Bohol Rain-Induced Landslide Hazard Map.jpg
Bohol Rain-Induced Landslide Hazard Map.jpg
The Rain-Induced Landslide Hazard Map shows areas’ susceptibility to landslide caused by rain. Susceptibility classification includes: High, Moderate, Low Susceptibilities, and, Possible Areas prone to Landslide Accumulation.Areas with low to gentle slopes and lacking tension cracks have low landslides susceptibility rating. Areas with moderate susceptibility rating have inactive/old landslides and tension cracks which are located away the community. These areas usually have moderate slopes. Areas with high landslides susceptibility rating have active/recent landslides and tension cracks that would directly affect the community. Those with steep slopes and drainage that are prone to landslides damming are also high susceptibility to landslides. The possible landslides debris accumulation zones are the area where landslides debris could accumulate.The Rain-Induced Landslide Map is acquired from the Hazards Mapping and Assessment for Effective Community-Based Disaster Risk Management (READY) Project through the Philippine Institute of Volcanology and Seismology (PhIVolcS). The Hazard Data in the map is from the Department of Environment and Natural Resources (DENR), Mines and Geosciences Bureau (MGB) 2008, Administrative boundaries from the National Statistics Office (NSO) 2000, and, the Topographic Map 1:50,000 scale is from the National Mapping and Resource Information Authority (NAMRIA).Available in JPG and PDF, this map may be downloaded and used for free provided that: a.) no alterations are made to the map; b.) proper citations be referred to the sources mentioned above; and, c.) all logos appearing on the map should also appear on your document.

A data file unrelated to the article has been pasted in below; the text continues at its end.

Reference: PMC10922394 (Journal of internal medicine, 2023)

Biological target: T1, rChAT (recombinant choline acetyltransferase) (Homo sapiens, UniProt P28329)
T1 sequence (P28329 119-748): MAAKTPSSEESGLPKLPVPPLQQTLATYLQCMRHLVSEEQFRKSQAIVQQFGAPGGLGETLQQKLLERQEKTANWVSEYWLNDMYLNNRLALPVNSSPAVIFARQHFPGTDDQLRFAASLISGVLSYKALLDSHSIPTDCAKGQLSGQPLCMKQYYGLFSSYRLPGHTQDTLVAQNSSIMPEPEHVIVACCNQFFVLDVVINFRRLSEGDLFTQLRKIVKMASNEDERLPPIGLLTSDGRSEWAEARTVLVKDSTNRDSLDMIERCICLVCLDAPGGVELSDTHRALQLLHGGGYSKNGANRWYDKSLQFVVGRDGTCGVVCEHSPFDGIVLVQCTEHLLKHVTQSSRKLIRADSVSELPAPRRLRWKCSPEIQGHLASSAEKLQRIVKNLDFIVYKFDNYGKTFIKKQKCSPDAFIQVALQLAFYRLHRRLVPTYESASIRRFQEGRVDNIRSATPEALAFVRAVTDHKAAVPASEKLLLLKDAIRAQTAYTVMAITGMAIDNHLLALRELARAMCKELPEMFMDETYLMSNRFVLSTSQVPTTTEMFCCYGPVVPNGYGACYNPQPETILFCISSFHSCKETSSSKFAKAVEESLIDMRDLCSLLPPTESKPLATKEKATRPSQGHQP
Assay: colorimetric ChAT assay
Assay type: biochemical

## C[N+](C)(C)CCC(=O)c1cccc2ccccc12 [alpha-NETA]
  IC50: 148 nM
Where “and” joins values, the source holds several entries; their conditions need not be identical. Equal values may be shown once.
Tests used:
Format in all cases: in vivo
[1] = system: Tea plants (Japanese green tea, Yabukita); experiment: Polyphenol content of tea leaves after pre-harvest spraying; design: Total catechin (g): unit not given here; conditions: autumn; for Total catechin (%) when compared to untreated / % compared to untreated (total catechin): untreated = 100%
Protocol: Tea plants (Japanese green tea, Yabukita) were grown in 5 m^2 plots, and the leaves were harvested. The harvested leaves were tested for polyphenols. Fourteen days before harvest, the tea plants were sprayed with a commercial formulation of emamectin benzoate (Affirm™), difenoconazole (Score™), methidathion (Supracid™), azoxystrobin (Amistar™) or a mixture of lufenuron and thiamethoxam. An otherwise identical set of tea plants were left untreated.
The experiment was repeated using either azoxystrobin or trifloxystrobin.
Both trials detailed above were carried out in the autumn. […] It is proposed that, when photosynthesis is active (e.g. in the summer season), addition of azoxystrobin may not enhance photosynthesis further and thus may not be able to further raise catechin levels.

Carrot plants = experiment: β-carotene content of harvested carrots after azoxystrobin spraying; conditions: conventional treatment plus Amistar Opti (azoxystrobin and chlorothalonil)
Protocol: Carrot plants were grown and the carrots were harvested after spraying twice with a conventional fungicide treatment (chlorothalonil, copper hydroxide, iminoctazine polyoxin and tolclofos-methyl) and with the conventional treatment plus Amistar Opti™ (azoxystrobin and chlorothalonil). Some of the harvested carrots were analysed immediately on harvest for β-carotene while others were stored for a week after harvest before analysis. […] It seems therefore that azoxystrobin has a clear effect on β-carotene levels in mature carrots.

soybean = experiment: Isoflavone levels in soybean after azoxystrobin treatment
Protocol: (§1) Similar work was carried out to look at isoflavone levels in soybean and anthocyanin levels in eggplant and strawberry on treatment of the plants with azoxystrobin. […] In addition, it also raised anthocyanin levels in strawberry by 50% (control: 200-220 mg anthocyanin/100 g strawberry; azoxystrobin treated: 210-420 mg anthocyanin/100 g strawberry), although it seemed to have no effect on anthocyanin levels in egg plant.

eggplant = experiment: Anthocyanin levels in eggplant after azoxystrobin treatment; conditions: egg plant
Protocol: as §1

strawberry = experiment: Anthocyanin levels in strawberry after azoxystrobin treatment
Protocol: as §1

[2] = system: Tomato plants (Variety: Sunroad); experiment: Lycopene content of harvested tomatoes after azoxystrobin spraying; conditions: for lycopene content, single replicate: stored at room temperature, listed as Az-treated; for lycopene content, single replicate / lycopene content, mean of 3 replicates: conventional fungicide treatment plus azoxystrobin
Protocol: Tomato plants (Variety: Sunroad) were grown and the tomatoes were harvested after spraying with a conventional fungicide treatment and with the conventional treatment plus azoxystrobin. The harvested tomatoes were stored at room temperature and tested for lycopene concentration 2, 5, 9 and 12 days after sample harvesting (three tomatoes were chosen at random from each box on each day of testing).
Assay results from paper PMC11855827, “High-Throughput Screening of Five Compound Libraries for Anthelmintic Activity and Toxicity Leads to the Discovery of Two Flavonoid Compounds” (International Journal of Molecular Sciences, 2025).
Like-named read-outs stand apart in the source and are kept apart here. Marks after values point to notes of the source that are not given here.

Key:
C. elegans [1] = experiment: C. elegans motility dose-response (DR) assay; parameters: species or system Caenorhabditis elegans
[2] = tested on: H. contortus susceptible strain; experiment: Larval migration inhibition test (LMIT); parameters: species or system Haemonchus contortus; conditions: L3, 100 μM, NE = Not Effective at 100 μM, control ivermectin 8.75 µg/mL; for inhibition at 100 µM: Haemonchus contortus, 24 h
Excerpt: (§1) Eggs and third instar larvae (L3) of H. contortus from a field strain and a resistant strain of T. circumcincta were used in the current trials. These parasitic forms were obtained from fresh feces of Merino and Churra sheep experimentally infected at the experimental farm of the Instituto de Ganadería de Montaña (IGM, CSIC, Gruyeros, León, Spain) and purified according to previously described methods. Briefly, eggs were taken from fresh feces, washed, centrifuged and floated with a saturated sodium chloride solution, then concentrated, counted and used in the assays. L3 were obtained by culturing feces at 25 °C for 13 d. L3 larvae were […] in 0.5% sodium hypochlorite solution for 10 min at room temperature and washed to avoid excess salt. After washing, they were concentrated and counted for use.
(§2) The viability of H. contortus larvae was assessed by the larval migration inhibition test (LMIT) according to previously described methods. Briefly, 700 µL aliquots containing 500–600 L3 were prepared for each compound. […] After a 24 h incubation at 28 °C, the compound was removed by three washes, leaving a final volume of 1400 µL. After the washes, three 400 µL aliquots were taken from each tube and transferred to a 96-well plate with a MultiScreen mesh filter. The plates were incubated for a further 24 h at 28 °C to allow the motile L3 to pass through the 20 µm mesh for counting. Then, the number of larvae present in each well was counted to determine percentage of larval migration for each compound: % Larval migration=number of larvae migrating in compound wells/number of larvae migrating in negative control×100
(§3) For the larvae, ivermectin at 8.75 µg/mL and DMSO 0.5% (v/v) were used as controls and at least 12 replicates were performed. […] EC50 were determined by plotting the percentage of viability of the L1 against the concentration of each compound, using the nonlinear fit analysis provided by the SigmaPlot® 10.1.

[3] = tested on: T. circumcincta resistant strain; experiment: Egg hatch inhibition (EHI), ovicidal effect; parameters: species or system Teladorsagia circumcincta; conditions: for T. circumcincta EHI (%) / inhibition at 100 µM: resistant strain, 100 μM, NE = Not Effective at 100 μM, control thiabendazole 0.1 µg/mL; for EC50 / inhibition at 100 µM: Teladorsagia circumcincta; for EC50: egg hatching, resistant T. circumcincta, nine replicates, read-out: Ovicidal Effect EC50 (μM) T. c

Bohol Storm Surge Hazard Map.jpg
Bohol Storm Surge Hazard Map.jpg
The Storm Surge Hazard Map shows areas of different inundations categorized as: 1-meter surges; 1-meter to 4-meter surges; and, 4-meter to 12-meter surges. The inundation coverage is estimated based on geomorphologic analysis and observation in the areas during interviews or surveys. The surge heights are computed. using the data gathered during the surveys in reference to the significant tropical cyclone occurrences and from storm surge model results.A storm surge is an offshore rise of water associated with a low pressure weather system, typically tropical cyclones and strong extratropical cyclones. Storm surges are caused primarily by high winds pushing on the ocean's surface. The wind causes the water to pile up higher than the ordinary sea level. Low pressure at the center of a weather system also has a small secondary effect, as can the bathymetry of the body of water. It is this combined effect of low pressure and persistent wind over a shallow water body which is the most common cause of storm surge flooding problems. (Wikipedia)The tsunami hazard data is from Philippine Atmospheric, Geophysical and Astronomical Services Administration (PAGASA), 2008. Administrative boundary is from the National Statistics Office (NSO), 2000, and the Topographic Map 1:50,000 scale is from the National Mapping and Resource Information Authority (NAMRIA). The Storm Surge Hazard Map was acquired from the Hazards Mapping and Assessment for Effective Community-Based Disaster Risk Management (READY) Project through the Philippine Institute of Volcanology and Seismology (PhIVolcS).Available in JPG and PDF, this map may be downloaded and used for free provided that: a.) no alterations are made to the map; b.) proper citations be referred to the sources mentioned above; and, c.) all logos appearing on the map should also appear on your document.